Some of these sub-munitions had a high dud rate and were therefore a danger for follow up forces as well as civilians and for this reason these are no longer deployed by many countries, although they are still manufactured by countries such as China and Russia.
A number of 155mm artillery projectiles have been developed and fielded to enable AFV targets to be successfully engaged; these include BONUS and SMArt.
The 155mm BONUS is a joint development between Nexter Munitions (France) and BAE Systems (Bofors) and, in addition to being deployed by France and Sweden, is also fielded by Finland, Norway, Saudi Arabia and more recently the US Army.
BONUS contains two sub-munitions and sensors, and when fired from a 155mm/39 caliber ordnance has a maximum range of 27km or 35km when fired from a 155mm 52 calibre ordnance.
The 155mm SMArt was developed by GiWS, a joint venture company between Rheinmetall and Diehl and contains two sub-munitions with an Explosively Formed Projectile (EFP) warhead to penetrate the top of AFV.
Production was undertaken for Germany followed by Austria, Greece and Switzerland. Although production was completed it is likely to start again as the early shells for Germany are running out of shelf life.
The US Army has fielded the Raytheon Excalibur M982 155mm precision guided projectile which uses a jam resistant internal Global Positioning System (GPS) receiver to update the inertial navigation system (INS). This gives an accuracy of less than two meters.
When fired from a 155mm artillery system such as the M777 used by the US Army and Marine Corps, a maximum range of 39.3km using a Zone 5 Modular Artillery Charge Systems (MACS) is achieved.
Excalibur has three fuze modes: point detonating (PD), PD delay and height-of-burst.
Leonardo of Italy has completed development, industrialisation and qualification of the Vulcano 155mm Ballistic Extended Range (BER) projectile for the Italian Army.
Vulcano features a sub-calibre fin-stabilised airframe which is loaded with IM compliant HE with a patented rings pre-fragmented warhead. It is fitted with a nose mounted multi-function fuze which can be set for height, impact/delayed impact, time or self-destruct functions.
When fired from the PzH 2000 155mm/52 cal SP artillery system deployed by the Italian Army a maximum range of 50km is achieved using four MCS plus one additional charge integrated into the Vulcano projectile.
The follow on Vulcano Guided Long Range (GLR) features an autonomous Inertial Measurement Unit/GPS guidance system, is also IM compliant and fitted with a multi-function fuze. In addition, there is a semi-active laser (SAL) guided version with Leonardo working with Diehl Defence of Germany.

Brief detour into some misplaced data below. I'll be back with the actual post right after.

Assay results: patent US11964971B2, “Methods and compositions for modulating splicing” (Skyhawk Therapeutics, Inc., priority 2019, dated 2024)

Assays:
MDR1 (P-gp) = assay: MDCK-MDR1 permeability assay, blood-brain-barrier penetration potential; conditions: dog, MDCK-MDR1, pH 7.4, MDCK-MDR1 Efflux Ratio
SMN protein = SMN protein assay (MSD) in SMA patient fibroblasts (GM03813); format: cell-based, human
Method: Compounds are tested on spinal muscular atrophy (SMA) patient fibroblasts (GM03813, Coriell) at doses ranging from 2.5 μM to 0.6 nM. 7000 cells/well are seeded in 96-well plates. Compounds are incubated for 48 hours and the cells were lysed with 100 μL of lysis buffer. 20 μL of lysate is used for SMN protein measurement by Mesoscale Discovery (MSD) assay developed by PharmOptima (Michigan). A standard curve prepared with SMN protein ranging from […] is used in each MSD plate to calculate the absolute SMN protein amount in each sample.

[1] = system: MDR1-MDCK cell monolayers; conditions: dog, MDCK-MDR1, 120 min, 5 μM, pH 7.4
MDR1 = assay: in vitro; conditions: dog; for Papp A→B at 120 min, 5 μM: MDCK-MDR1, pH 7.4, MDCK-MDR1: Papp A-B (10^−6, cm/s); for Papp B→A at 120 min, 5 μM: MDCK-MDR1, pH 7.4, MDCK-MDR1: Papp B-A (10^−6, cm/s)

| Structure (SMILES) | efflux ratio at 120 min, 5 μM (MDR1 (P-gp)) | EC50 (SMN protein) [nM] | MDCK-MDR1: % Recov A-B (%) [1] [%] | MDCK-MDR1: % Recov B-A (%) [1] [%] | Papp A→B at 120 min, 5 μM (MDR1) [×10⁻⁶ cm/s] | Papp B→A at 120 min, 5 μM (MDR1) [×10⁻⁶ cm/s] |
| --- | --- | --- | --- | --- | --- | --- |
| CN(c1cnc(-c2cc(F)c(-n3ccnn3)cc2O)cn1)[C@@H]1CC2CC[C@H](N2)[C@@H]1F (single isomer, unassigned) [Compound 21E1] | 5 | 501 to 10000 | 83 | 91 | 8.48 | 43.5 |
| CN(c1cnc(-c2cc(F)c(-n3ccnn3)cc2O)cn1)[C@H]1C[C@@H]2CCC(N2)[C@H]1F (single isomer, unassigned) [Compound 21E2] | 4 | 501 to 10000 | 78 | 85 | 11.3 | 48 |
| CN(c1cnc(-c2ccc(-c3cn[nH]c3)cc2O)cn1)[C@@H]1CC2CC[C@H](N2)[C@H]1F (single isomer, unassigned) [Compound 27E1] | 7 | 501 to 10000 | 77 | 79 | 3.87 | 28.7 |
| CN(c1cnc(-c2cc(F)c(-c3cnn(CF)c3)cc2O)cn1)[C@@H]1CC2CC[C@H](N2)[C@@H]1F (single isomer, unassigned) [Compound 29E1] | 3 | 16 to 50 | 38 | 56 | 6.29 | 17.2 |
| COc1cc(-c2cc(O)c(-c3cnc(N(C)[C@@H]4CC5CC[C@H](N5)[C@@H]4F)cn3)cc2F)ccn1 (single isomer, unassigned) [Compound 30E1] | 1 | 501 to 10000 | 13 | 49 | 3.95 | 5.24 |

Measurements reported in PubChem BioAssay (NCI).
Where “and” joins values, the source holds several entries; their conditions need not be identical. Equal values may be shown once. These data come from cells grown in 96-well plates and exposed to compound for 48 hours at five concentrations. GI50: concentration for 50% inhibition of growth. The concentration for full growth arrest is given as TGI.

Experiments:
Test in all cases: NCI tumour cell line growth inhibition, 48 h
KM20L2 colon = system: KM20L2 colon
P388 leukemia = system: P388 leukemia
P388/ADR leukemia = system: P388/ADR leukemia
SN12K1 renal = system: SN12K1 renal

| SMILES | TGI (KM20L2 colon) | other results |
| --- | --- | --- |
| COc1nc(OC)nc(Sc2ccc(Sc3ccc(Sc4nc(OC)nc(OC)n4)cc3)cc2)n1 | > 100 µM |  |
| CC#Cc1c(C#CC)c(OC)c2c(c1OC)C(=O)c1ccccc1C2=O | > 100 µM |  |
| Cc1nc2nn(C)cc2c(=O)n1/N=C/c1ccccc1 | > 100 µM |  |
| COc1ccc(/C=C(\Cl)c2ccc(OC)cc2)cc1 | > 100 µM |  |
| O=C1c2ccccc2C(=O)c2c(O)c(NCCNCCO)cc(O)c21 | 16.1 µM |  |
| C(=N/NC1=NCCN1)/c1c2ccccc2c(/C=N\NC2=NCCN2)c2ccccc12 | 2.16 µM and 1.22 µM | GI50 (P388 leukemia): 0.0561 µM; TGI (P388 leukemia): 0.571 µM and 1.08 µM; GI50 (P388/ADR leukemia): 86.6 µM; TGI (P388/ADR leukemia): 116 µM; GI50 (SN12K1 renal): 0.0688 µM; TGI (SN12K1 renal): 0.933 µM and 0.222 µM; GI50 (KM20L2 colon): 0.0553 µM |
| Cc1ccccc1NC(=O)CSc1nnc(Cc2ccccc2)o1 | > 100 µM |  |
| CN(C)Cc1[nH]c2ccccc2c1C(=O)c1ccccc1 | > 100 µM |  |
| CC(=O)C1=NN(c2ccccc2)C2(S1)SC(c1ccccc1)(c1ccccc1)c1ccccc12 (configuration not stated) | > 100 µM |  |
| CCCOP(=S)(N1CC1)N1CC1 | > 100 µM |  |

Nexter Munitions is developing the Katana PGM with Katana 1 being of the GPS/INS type which would be followed by 2a INU/GNSS and 2b with a SAL guidance system.
US Army has fielded the Northrop Grumman M1156 Precision Guidance Kit (PGK) which is a direct replacement for a standard artillery fuze. It contains GPS guidance using fuzing functions and an integrated GPS receiver to correct the inherent errors associated with a ballistic firing solution. This increases accuracy and reduces the number of projectiles required to neutralise the target so reducing the logistic chain.
This is used with the US 155mm M795 and M549A1 HE projectiles with mission critical data being loaded into the PGK using the Enhanced Portable Inductive Artillery Fuze Setter.
By April 2020 over 50,000 PGK had been produced and export sales made to Australia and Canada. Test firing had been conducted with a number of other artillery systems including the German PzH 2000. This fired a Rheinmetall DM111 HE projectile out to a range of 27km with all 10 rounds landing within five metres of the target.
There are other course correction systems including the Nexter Systems Spacido and the Top Gun from Israel Aircraft Industries IAI) which has been adopted by the Israel Defense Force for its 155mm artillery projectiles.
Laser Guided Projectiles
The US Army did field the 155mm M712 Cannon Launch Guided Projectile (CLGP) and this has seen combat in the Middle East. Production of these was completed by Martin Marietta many years ago.
This was a laser guided projectile (LGP) although the main drawback was that the designator had to be in line with the target. More recently airborne designators, for example installed in an unmanned aerial vehicle (UAV), can also be used to designate the target in addition to ground based laser designators.
NORINCO is currently marketing a complete family of LGP including the GP155 with a maximum range of 20km and GP155A with a maximum range of up to 25km. Both of these have a HE warhead and are claimed to have a hit probability of 90 percent.
A more recently development by NORINCO is their 155mm GP155B projectile with GPS and BEIDOU satellite navigation. This is claimed to have a maximum range of up to 35km and is fitted with a HE warhead with a circular error of probability (CEP) of between 15-20m claimed.
NORINCO also market a 122mm LGP called the GP122 for use with 122mm artillery systems such as the widely deployed Russian D-30 and its numerous SP equivalents.
The Russian KBP Instrument Design Bureau has developed a family of 152mm and 122mm LGP and for the export market developed a 155mm Krasnopol. This is known to have been used by India with its Bofors FH-77B 155mm artillery systems during operations on the border with Pakistan.
The latest 155mm is the Krasnopol-M2 (K155M) which is fitted with a HE fragmentation warhead a maximum quoted range of up to 25km. It is used in conjunction with the Malakhit Automated Fire Control Systems which includes a tripod mounted laser designator and rangefinder unit with a thermal imager, commander’s computer and a radio set. At the firing position is the commander’s computer, radio set and gun transceivers kit.